Emergency physician Bruce E. Nayowith, who has been a fan of the method since 1988, says the technique has helped make him less frantic. "Even when I have lots of things to do, I can put them ‘out in space’ so they’re not all trying to run my body at once."

The full focusing process employs five other basic steps. Because there are subtleties involved, you’ll need personal instruction to master it. Here’s a brief description to help you determine whether it appeals to you.

Begin by bringing your attention to the solar plexus. As you follow the process, your attention might shift to other areas of the body. These areas are keys to related stress. Let’s say your attention turns to your stomach. Focus there. How would you describe the way it feels? Is there a word, phrase, or image that captures it exactly? It may take a couple of tries. Sometimes just hitting on the right word or image is enough to bring relief.

As you continue to pay attention to what that feeling is like, you may discover that you are carrying other feelings you’re not consciously aware of. Maybe you notice anger over your need to rush all day just to keep on top of your schedule, or grief about a patient who died. Acknowledging the unacknowledged–simply by spending time paying attention–can lighten those feelings considerably.

"Focusing is really about making the implicit explicit," says Klagsbrun. "We carry what’s implicit at the body level. If we were to look at problems only from an intellectual perspective, we wouldn’t have access to the ones that we don’t yet have words for, but are weighing us down."

This is the point in the process when focusers use specific questions, such as, "What is it about this whole situation that I don’t know that creates this body state?" This is the key to focusing–to explore the meaning that is emerging from the body. The method’s philosophy is that everyone has innate wisdom, and that the best solutions for stress unfold from within.

Nayowith, for instance, used focusing to understand why his stomach tightened intensely during certain work activities, despite his twice daily relaxation exercises. At the root of it all, he discovered, was a fear that he wouldn’t be accepted for the quality of his work. Once he acknowledged the fear, the abdominal distress and anxiety eased. That session also ended a cycle of sore throats and fevers, which he found himself getting every couple of weeks for more than a year.

The final step in focusing explores the best way to resolve the problem. You can do the whole process alone, or by taking turns with a partner. The partner is there to reflect your words, without giving advice.

Focusers say they use "focusing moments" throughout the day. Nayowith says he’s found it particularly helpful when he needs to "settle down" after intense patient encounters, like when he suspects the patient is lying to him to gain access to drugs.

"I hate this type of confrontation and can feel myself start to shake," he says. So after he discharges the patient, he takes a few minutes to "be with how my body is feeling. It helps just to acknowledge that something I don’t like is happening. Otherwise, it might take me a couple of hours to settle down. This way, I don’t take that tension with me when I see my next patient."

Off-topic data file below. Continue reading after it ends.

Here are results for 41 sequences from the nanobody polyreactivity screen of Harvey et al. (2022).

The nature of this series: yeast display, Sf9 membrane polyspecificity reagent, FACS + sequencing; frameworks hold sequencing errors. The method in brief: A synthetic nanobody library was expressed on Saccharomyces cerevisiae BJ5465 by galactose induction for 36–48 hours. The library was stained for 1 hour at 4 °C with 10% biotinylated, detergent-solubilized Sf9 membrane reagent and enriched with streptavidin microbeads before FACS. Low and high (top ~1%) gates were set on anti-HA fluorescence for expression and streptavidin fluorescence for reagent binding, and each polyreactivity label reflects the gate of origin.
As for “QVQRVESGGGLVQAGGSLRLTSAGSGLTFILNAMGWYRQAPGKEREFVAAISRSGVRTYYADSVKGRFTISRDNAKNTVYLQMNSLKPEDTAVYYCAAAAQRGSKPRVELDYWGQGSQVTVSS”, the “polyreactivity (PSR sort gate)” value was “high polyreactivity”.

To learn more ...

...About HeartMath, call 800-450-9111, or visit www.heartmath.com. This nonprofit organization runs workshops around the country; some are day-long, others are more intensive. You can also purchase private instruction by phone or teach yourself using an interactive software program that allows you to watch how the techniques change your heart rate variability pattern.

... About The Focusing Institute, call 800-799-7418, or visit www.focusing.org. The nonprofit organization offers two books, Focusing (Bantam Books, 1981) by Eugene T. Gendlin and The Power of Focusing: A Practical Guide to Emotional Self-Healing (New Harbinger, 1996) by Anne Weiser Cornell, as well as audio and videotapes and a series of workshops.

A Medical Economics Web Exclusive

When the whole office is on edge

What do you do when the pressure at the office builds to the point where you’re afraid you’re going to lose your best employees? That was the dilemma faced by Plantation, FL, gastroenterologist Gary S. Luckman and his two partners.

Luckman’s practice caters mostly to older patients, many of whom are also under the care of specialists. As the practice took on more managed care contracts, the paperwork, records management, and phone calls increased exponentially.

To make matters worse, new patients who joined the practice simply because it was under contract with their health plan were more abusive toward doctors and staff than longtime patients. That set everyone on edge.

Enter Jack Singer, a psychologist and physician stress-reduction specialist Luckman brought onboard. Singer held two two-hour meetings for the staff where he elicited their frustrations, helped them find solutions, and taught them stress management techniques.

He also asked them to write comments on the character and personality of everyone in the practice, including the doctors. Then he shared the information. "You had to read how everyone else saw you," says Sherlyn O’Neil, who has been with the practice for almost 20 years. She says that helped a lot. Everyone got a chance to air their complaints, and they also saw what they needed to change in their own behavior so they didn’t continue to create conflicts with other staff members.

At a third session, Singer included the doctors. "That’s when the staff got to yell at us," quips Luckman. At that meeting, Singer showed staff and physicians how to confront each other–productively–to resolve interoffice problems. He also taught the group how to handle demanding or disrespectful patients so that it didn’t wear them down.

What did the group’s doctors and staff learn from the experience? "Jack reminded us that we need to talk about problems as soon as they come up, instead of letting the resentment build," says Luckman. "With 18 staff members, there are always little fires. Now we try to snuff them out as quickly as possible."

The other lesson, says Luckman, is how important it is for everyone to take a lunch break every day. "If we get overly stressed and don’t take care of ourselves, we’re not going to be very effective."

Since their work with Singer, the doctors and staff continue to meet every month or two to keep things on an even keel. Luckman says he has also hired a physician assistant to take some of the pressure off the doctors.

The practice has recently started to "fire" problematic managed care companies. "We choose ones that are giving us the most hassles and the lowest pay," says Luckman. On the day they end the contract, staff and physicians hold a mini-celebration.

 



Deborah Grandinetti. Two ways to beat stress.

Medical Economics

2001;14.